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Peter PanDRONEAceinSavCraigReardan TomFlyingMonkeys
Swung thru Todos Santos to revisit some fisherman friends I met last year. Was surprised to find all of their boats were on the beach and not out working.


Asked Rafael what was going on...


He said the winds and surf were too high to safely go out, so the crews were repairing nets today. Even the pelicans were hunkered down on the beach.



Crossed the Tropic of Cancer, latitude 23 degrees 26' north of the equator. Stopped to watch the tourists a bit


There is a large display and chapel dedicated to the Virgen of Guadalupe at the Tropic latitude. Our Lady of Guadalupe, or Virgin of Guadalupe is the Catholic title of Mary, mother of Jesus. One sees images of the Virgen everywhere in Mexico. The basilica near Mexico City dedicated to the Virgen is the most visited Catholic shrine in the world, and the world's third most visited scared site, after the Meiji Shrine in Tokyo and the Kashi Vishwanath Temple in India..


Stopping at a bay overlook near Loreto, was another shrine dedicated to the Virgen.


Inside the shrine was a statue of the Virgen.


For those interested in the full story behind the Virgen of Guadalupe, below is a recount I posted on my blog back in December 2022. For those not interested, this post ends here.


According to Nican Mopohua, a 17th-century account written in the native Nahuatl language,

the Virgin Mary appeared four times to Juan Diego, an indigenous Mexican peasant and once to his uncle, Juan Bernardino. The first apparition occurred on the morning of Saturday December 9th, 1531. Juan Diego experienced this vision of a young woman at a place called the Hill of Tepeyac, which later became part of Villa de Guadalupe, a suburb of Mexico City.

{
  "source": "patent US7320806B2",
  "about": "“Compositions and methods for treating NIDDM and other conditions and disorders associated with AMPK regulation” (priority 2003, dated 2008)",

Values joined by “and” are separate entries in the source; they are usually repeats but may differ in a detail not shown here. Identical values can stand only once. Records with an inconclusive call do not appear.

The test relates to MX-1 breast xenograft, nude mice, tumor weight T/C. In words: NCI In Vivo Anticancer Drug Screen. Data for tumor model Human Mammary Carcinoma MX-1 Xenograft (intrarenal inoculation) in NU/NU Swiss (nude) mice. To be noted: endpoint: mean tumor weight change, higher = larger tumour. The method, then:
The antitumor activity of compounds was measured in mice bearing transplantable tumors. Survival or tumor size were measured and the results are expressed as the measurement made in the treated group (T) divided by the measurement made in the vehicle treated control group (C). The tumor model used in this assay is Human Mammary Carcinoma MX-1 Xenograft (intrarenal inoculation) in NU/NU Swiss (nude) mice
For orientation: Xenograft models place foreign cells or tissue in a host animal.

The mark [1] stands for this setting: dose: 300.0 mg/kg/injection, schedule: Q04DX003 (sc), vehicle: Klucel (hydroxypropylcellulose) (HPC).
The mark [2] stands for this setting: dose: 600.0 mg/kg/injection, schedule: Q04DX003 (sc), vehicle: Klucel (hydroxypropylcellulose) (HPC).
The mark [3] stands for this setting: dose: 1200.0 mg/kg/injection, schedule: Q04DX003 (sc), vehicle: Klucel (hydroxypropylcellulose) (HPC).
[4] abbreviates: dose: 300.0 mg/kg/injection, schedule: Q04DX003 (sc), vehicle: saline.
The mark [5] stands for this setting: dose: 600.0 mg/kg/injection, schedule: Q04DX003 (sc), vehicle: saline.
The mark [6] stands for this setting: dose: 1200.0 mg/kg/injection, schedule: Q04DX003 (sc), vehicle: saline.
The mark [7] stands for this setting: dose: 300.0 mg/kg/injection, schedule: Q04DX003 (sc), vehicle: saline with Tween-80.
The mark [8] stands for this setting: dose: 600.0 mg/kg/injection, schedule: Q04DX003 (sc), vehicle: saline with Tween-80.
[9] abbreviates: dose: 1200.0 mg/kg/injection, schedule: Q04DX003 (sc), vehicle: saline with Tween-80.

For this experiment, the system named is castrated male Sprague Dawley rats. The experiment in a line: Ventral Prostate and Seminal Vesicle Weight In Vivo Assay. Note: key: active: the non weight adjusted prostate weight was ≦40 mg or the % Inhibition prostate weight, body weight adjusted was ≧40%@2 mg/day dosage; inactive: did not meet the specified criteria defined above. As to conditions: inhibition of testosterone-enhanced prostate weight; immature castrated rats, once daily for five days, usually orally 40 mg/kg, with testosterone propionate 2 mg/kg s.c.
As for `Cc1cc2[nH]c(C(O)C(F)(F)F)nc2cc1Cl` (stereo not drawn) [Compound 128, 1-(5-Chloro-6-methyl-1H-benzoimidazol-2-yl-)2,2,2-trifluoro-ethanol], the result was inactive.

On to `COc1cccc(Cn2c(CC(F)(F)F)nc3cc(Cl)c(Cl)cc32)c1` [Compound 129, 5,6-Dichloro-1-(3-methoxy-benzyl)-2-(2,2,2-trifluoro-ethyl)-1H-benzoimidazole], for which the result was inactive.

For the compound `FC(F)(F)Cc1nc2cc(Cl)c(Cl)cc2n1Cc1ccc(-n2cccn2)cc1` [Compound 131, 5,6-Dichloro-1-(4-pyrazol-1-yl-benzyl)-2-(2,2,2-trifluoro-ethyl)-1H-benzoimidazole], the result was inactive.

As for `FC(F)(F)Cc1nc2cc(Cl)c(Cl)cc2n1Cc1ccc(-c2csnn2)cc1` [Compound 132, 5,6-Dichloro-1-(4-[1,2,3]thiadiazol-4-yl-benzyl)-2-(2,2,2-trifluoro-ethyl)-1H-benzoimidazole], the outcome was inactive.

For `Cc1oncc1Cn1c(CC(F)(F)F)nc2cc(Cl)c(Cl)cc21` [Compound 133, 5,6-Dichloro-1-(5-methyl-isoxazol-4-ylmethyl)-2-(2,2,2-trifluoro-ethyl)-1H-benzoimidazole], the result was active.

According to the accounts, the woman, speaking to Juan Diego in his native Nahuatl language (the language of the Aztec Empire), identified herself as the Virgin Mary, "mother of the very true deity". She was said to have asked for a church to be erected at that site in her honor. Based on her words, Juan Diego then sought out the Archbishop of Mexico City, Father Juan de Zumárraga, to tell him what had happened. Not unexpectedly, the Archbishop did not believe peasant Diego. Later that same day, Juan Diego again saw the young woman (the second apparition), and she asked him to continue insisting.

The next day, Sunday, December 10, 1531, Juan Diego once again spoke to the Archbishop. The latter instructed him to return to Tepeyac Hill and to ask the woman for a truly acceptable, miraculous sign to prove her identity. Later that day, the third apparition appeared when Juan Diego returned to Tepeyac; encountering the same woman, he reported to her the Archbishop's request for a sign, which she consented to provide on the next day (December 11th).